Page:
October 7, 2008
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If predictions were correct, asteroid 2008 TC3 hit Earth this morning (Oct. 7th at 0246 UT), exploding in the atmosphere over northern Sudan like a kiloton of TNT and creating a fireball as bright as a full Moon. Most of the 3-meter-wide asteroid would have vaporized in the atmosphere with only small pieces possibly reaching the ground as meteorites.
The following potentially confirming report comes from Jacob Kuiper, General Aviation meteorologist at the National Weather Service in the Netherlands: "Half an hour before the predicted impact of asteroid 2008 TC3, I informed an official of Air-France-KLM at Amsterdam airport about the possibility that crews of their airliners in the vicinity of impact would have a chance to see a fireball. And it was a success! I have received confirmation that a KLM airliner, roughly 750 nautical miles southwest of the predicted atmospheric impact position, has observed a short flash just before the expected impact time 0246 UTC. Because of the distance it was not a very large phenomenon, but still a confirmation that some bright meteor has been seen in the predicted direction. Projected on an infrared satellite-image of Meteosat-7 of 0300 UTC, I have indicated the position of the plane (+) and the predicted impact area in Sudan (0)."
2008 TC3 was discovered on Oct. 6th by astronomers using the Mt. Lemmon telescope in Arizona as part of the NASA-funded Catalina Sky Survey for near-Earth objects. Asteroids the size of 2008 TC3 hit Earth every few months, but this is the first time one has been discovered before it hit.
October 6, 2008
A small, newly-discovered asteroid named 2008 TC3 is approaching Earth and chances are good that it will hit. Steve Chesley of JPL estimates that atmospheric entry will occur on Oct 7th at 0246 UTC over northern Sudan [ref]. Measuring only a few meters across, the space rock poses NO THREAT to people or structures on the ground, but it should create a spectacular fireball, releasing about a kiloton of TNT in energy as it disintegrates and explodes in the atmosphere. Odds are between 99.8 and 100 percent that the object will encounter Earth, according to calculations provided by Andrea Milani of the University of Pisa. [ephemeris] [3D orbit]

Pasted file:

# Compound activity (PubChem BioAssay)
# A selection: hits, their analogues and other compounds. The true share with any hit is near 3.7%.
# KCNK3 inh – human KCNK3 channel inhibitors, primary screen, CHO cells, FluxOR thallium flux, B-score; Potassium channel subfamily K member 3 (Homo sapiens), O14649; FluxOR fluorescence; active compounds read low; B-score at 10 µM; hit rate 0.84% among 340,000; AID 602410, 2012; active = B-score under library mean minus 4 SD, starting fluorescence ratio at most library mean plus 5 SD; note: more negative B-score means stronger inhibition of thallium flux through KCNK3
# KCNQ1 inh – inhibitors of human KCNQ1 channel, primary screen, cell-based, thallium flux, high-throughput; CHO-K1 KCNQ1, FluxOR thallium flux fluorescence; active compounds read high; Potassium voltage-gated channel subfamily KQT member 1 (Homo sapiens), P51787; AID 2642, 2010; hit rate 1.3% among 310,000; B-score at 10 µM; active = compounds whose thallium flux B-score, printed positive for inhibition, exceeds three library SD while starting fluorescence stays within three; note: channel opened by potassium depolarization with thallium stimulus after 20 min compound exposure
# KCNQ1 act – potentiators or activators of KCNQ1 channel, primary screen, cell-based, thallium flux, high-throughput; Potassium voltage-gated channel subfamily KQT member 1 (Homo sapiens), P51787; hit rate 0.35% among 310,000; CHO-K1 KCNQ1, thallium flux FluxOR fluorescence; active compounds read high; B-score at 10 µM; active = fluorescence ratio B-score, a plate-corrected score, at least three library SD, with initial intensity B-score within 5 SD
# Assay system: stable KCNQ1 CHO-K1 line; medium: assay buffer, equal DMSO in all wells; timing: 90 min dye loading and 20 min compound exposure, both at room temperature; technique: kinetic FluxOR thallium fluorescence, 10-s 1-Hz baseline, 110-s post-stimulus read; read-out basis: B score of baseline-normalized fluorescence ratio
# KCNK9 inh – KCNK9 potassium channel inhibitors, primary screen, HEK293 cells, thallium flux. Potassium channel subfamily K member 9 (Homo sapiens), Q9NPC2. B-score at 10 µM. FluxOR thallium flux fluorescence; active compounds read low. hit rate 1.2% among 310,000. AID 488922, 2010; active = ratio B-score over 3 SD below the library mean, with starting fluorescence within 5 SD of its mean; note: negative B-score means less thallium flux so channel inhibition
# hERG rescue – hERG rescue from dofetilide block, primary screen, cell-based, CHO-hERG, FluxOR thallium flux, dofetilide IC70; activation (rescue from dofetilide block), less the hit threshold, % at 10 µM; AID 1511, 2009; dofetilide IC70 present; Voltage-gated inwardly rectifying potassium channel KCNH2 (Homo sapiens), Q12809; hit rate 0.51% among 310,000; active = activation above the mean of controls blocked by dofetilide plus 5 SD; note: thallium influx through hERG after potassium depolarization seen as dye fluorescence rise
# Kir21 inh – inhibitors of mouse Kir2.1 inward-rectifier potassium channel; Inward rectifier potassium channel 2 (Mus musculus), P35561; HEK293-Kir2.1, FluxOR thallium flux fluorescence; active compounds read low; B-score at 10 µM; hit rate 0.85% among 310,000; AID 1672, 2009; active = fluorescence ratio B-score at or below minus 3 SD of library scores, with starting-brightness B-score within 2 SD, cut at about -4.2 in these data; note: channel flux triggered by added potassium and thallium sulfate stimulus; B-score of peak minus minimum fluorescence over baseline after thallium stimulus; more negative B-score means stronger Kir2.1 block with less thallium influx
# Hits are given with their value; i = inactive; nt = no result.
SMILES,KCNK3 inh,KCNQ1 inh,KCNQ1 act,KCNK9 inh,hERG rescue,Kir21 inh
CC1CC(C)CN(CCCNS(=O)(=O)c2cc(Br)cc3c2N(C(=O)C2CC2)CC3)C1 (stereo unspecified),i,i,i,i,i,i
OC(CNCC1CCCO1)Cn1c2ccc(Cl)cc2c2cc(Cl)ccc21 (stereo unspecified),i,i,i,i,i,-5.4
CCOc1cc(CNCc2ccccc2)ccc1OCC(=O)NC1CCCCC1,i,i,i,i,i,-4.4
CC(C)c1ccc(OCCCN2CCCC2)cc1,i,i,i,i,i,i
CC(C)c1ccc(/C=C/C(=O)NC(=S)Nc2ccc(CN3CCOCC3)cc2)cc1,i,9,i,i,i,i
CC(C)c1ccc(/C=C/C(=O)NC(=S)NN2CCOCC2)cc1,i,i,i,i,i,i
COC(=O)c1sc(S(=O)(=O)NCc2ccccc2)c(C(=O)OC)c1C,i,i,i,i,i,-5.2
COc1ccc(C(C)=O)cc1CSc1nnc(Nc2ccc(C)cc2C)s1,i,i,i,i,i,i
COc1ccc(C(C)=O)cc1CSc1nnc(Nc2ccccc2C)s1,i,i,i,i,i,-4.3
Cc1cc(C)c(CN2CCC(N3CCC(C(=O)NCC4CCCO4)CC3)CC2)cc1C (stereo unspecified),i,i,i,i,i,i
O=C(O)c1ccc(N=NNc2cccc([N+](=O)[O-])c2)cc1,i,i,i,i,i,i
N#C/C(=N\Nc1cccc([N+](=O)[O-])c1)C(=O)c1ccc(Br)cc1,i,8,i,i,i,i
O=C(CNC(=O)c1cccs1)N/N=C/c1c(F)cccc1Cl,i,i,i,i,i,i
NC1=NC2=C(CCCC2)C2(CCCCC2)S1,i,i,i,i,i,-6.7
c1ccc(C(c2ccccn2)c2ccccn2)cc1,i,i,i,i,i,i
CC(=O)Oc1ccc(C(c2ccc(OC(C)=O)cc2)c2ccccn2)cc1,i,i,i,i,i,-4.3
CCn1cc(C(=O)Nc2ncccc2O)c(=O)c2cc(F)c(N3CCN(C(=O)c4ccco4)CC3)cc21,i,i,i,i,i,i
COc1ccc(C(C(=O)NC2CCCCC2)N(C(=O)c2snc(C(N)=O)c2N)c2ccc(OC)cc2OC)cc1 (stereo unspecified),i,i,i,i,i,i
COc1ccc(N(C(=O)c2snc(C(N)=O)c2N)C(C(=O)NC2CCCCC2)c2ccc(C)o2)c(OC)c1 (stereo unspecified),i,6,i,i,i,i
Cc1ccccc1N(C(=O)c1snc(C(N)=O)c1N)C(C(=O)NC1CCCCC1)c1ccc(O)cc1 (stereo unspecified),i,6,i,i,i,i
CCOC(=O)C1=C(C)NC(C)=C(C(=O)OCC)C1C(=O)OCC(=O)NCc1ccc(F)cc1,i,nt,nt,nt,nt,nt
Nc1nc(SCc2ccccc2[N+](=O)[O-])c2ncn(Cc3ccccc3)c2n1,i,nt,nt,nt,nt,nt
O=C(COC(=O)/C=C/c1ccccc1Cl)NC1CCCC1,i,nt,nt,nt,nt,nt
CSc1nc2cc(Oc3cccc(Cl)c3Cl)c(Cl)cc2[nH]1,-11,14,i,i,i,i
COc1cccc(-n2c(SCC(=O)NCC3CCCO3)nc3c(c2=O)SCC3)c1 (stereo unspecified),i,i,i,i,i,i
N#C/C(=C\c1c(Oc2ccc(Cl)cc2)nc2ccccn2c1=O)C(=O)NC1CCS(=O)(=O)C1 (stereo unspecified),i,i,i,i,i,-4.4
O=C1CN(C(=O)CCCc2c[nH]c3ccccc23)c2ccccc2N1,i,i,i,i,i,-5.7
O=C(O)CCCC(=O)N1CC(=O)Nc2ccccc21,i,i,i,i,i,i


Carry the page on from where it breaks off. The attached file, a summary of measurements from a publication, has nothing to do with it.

Related Story - Science Centric
A tiny asteroid discovered just hours ago at an Arizona observatory will enter Earth's atmosphere harmlessly at approximately 2:46 AM GMT tonight. There is no danger to people or property since the asteroid will not reach the ground. It is between 3 and 15 feet (1-5 m) in diameter and will burn up in the upper atmosphere, well above aircraft heights. A brilliant fireball will be visible as a result.
'We want to stress that this object is not a threat,' said Dr Timothy Spahr, director of the International Astronomical Union's Minor Planet Centre.
'We're excited since this is the first time we have issued a prediction that an object will enter Earth's atmosphere,' Spahr added. Odds are between 99.8 and 100 percent that the object will encounter Earth, according to calculations provided by Andrea Milani of the University of Pisa.
When a meteoroid (small asteroid) enters the atmosphere, it compresses the air in front of it. That compression heats the air, which in turn heats the object, causing it to glow and vaporise. Once it starts to glow, the object is called a meteor.
'A typical meteor comes from an object the size of a grain of sand,' explained Gareth Williams of the Minor Planet Centre. 'This meteor will be a real humdinger in comparison!'
The meteor is expected to be visible from eastern Africa as an extremely bright fireball travelling rapidly across the sky from northeast to southwest. The object is expected to enter the atmosphere over northern Sudan at a shallow angle.
'We're eager for observations from astronomers near the asteroid's approach path. We really hope that someone will manage to photograph it,' said Williams.
The Minor Planet Centre, which is located at the Harvard-Smithsonian Centre for Astrophysics, serves as the worldwide clearinghouse for asteroid and comet observations. It collects, checks and disseminates observations and calculates orbits.